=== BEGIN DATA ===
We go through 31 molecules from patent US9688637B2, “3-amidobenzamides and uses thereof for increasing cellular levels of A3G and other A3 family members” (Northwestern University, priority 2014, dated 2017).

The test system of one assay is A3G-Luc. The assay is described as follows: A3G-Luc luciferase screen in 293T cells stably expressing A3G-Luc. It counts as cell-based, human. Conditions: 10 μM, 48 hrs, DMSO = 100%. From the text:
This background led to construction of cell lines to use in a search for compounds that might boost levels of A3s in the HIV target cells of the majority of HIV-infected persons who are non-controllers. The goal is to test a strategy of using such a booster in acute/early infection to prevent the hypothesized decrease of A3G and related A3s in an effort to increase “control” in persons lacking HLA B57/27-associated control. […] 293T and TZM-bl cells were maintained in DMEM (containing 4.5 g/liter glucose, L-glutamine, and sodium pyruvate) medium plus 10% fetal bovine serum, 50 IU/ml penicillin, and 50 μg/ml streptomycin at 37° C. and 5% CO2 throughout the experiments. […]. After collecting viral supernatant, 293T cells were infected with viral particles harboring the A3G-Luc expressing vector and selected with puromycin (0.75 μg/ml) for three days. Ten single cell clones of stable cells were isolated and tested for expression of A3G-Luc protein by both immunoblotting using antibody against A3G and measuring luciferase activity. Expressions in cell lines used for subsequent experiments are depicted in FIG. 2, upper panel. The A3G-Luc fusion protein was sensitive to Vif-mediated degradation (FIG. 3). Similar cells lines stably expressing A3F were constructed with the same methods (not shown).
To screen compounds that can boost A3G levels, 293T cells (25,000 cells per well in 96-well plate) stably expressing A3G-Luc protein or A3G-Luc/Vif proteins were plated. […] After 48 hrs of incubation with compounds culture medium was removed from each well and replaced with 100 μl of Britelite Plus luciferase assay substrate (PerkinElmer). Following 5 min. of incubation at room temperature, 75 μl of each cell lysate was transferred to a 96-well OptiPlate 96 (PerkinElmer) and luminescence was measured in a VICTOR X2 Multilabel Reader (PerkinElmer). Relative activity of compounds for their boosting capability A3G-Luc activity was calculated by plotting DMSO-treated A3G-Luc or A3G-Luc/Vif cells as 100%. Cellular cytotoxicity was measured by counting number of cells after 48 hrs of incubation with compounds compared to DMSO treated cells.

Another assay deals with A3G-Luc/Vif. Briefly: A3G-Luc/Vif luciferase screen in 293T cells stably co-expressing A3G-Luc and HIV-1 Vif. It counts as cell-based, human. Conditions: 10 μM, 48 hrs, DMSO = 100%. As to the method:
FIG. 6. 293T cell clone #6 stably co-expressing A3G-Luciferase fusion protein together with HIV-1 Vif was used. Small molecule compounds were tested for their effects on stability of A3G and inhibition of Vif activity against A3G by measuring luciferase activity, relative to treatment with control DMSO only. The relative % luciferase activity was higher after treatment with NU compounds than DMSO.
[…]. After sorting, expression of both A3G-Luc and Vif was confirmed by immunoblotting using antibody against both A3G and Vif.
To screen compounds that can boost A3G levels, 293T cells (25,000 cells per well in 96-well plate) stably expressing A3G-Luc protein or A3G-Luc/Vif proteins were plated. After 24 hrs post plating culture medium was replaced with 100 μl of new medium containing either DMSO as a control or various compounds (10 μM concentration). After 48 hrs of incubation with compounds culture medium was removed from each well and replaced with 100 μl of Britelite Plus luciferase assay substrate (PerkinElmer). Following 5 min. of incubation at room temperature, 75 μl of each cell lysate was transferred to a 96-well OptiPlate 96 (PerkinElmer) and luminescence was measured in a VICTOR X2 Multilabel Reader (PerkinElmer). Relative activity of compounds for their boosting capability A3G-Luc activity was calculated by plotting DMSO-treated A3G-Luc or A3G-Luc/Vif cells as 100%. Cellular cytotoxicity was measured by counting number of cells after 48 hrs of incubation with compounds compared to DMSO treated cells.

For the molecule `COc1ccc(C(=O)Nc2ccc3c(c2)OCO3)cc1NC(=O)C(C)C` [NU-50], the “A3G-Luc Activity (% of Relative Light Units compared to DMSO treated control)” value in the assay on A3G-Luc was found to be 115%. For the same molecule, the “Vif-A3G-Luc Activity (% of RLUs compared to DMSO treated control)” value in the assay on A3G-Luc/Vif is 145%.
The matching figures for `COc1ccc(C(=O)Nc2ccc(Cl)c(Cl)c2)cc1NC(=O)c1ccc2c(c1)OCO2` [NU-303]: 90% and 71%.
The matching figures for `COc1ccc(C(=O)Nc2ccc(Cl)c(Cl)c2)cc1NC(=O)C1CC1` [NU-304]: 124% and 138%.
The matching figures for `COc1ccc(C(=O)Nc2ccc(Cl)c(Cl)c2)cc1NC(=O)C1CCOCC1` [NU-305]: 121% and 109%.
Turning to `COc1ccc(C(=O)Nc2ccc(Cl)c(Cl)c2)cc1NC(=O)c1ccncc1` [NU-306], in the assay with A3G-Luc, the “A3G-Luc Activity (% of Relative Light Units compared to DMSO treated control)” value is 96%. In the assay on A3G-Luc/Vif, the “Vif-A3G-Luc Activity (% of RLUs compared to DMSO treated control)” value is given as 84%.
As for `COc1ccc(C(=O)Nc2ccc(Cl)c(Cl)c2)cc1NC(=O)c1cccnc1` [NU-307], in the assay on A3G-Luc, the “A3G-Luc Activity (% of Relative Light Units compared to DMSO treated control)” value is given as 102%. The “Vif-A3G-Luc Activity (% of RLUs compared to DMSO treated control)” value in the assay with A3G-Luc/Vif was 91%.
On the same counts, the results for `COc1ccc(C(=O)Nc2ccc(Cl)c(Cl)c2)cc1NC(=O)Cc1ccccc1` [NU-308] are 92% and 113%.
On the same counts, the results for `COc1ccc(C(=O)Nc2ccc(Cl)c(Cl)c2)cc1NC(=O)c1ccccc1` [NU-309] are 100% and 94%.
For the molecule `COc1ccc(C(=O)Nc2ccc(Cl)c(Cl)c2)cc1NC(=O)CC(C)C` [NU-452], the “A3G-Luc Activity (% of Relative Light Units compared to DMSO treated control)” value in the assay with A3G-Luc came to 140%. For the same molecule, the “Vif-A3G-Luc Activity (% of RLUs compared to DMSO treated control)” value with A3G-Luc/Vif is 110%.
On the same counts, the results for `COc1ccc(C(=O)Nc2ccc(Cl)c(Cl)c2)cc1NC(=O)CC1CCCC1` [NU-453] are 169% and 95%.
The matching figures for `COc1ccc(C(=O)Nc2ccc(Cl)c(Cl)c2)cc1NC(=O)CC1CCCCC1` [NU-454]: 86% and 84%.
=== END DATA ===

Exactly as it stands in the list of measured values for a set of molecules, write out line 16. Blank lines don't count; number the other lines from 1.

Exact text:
On the same counts, the results for `COc1ccc(C(=O)Nc2ccc(Cl)c(Cl)c2)cc1NC(=O)c1ccccc1` [NU-309] are 100% and 94%.